Support The Moscow Times!

Russia Releases Coins Celebrating Crimea Annexation

Both coins are worth 10 rubles.

Russia's Central Bank has released two coins celebrating the fateful annexation of Crimea, or, as Russia would have it, the territory's reunification with its rightful government.

Released late this week, the two coins are emblazoned with images of the peninsula, the phrase “Russian Federation” and the date March 18, 2014, when the treaty on Crimea's accession to Russia was signed in the Kremlin, according to a statement on the Central Bank's website.

One coin is inscribed with the phrase “Republic of Crimea” and an image of the Swallow's Nest, a tiny neo-gothic castle teetering atop a cliff face that is one of the region's most popular tourist attractions. The other is dedicated to the southern Crimean naval port city of Sevastopol and features an image of the city's Monument to the Scuttled Ships.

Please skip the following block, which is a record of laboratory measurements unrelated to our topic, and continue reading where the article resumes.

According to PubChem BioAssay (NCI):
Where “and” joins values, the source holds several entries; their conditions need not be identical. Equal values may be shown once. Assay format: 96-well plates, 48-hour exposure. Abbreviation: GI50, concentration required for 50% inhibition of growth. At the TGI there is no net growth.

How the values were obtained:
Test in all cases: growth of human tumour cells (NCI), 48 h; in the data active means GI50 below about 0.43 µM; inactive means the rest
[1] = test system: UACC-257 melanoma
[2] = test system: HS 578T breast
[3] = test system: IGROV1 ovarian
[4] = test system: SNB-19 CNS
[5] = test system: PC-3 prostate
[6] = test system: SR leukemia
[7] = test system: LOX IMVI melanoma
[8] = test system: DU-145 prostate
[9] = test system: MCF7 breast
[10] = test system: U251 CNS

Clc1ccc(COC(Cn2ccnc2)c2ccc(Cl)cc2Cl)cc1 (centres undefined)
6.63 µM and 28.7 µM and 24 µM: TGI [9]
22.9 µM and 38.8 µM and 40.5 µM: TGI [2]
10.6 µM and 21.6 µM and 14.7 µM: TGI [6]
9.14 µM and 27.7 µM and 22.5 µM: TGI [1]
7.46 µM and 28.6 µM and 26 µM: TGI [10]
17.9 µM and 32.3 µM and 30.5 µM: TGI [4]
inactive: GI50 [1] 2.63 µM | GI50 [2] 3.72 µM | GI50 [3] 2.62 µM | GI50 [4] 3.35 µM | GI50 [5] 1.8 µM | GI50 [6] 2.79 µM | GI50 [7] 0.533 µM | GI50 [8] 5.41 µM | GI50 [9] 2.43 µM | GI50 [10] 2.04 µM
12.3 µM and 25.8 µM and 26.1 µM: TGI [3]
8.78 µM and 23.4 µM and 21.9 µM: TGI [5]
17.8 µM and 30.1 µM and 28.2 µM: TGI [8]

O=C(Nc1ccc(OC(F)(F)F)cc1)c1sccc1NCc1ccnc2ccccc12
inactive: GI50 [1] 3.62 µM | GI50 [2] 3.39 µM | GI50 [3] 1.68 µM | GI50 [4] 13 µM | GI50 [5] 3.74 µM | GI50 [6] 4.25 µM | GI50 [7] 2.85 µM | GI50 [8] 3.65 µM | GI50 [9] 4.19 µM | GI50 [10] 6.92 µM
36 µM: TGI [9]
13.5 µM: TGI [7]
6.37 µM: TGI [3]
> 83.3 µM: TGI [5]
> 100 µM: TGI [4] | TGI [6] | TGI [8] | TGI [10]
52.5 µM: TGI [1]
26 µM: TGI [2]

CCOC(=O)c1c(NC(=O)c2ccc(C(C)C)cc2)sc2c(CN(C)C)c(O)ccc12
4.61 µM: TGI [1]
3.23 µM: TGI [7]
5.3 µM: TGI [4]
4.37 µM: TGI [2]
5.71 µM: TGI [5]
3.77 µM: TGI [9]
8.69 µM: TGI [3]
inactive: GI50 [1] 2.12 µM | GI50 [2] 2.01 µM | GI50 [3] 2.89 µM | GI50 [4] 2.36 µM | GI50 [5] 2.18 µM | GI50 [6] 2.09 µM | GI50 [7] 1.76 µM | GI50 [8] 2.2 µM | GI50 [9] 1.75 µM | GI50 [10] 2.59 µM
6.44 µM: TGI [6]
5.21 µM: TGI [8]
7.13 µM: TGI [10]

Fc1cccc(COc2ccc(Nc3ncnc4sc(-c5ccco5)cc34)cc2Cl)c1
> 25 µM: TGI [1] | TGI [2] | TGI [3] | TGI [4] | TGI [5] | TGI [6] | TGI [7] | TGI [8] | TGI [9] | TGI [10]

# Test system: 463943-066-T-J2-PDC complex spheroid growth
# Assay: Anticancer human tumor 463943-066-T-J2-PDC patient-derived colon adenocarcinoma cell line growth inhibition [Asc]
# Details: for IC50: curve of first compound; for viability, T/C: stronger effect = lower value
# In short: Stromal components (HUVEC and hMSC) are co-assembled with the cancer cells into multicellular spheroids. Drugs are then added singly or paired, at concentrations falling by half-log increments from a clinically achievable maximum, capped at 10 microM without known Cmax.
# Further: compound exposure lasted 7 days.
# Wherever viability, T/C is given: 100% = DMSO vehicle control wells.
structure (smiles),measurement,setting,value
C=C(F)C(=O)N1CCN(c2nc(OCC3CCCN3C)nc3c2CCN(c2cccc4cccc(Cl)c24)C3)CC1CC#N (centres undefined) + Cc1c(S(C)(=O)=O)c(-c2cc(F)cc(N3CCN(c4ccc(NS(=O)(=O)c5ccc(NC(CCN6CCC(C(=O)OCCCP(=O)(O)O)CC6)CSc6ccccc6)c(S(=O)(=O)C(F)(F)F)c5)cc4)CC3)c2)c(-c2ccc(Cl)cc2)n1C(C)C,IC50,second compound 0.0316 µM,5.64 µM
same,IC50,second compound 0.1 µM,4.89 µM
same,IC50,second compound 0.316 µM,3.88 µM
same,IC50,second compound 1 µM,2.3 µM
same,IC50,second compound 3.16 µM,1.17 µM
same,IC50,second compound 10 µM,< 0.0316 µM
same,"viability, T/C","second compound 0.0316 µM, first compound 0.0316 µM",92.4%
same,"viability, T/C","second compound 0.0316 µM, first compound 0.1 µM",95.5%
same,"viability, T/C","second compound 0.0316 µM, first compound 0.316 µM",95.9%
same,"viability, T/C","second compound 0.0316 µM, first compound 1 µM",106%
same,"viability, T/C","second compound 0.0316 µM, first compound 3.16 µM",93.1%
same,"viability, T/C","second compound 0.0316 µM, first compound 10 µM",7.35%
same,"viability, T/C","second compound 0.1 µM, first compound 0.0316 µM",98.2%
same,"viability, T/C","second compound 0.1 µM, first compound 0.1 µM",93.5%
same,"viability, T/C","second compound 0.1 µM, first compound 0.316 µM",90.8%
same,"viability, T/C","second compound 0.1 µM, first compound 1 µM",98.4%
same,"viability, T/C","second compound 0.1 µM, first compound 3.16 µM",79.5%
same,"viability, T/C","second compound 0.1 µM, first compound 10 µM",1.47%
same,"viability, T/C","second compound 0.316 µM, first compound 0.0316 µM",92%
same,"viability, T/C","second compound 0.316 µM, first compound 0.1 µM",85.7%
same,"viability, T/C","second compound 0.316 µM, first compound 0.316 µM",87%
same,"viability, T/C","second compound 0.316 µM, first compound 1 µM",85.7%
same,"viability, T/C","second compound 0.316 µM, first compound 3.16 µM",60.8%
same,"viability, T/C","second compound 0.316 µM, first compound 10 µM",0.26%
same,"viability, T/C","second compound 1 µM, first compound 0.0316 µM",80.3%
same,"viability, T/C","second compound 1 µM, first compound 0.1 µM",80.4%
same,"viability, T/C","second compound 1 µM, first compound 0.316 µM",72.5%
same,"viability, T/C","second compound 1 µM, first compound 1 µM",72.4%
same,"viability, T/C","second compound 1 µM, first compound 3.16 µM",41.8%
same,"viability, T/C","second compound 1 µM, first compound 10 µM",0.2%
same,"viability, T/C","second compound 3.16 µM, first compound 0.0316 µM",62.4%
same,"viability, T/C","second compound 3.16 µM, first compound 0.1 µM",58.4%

Both coins are worth 10 rubles, or $0.25. Ten million of each kind will be released.

The decision to release coins commemorating the annexation should come as no surprise: The move was wildly popular among Russians and triggered a wave of nationalist sentiment that is still evident in everything from commemorative T-Shirts to President Vladimir Putin's sky-high ratings.

The Central Bank is not the first to come up with the idea, and is even a bit late to the game. In April, a foundry in the Ural Mountains announced it would release a collection of commemorative coins adorned with images of Putin and the annexed peninsula.

Precipitated by the downfall of Ukraine's former pro-Russian President Viktor Yanukovych following months of street protests in Kiev, the annexation was followed by a separatist insurgency in eastern Ukraine that has killed more than 3,600 people to date, according to the United Nations. Western leaders blame Moscow for fomenting the violence.

Most of the international community has refused to recognize Crimea as part of Russia.

Read more

The need for honest and objective information on Russia is more relevant now than ever before!

To keep our newsroom in Moscow running, we need your support.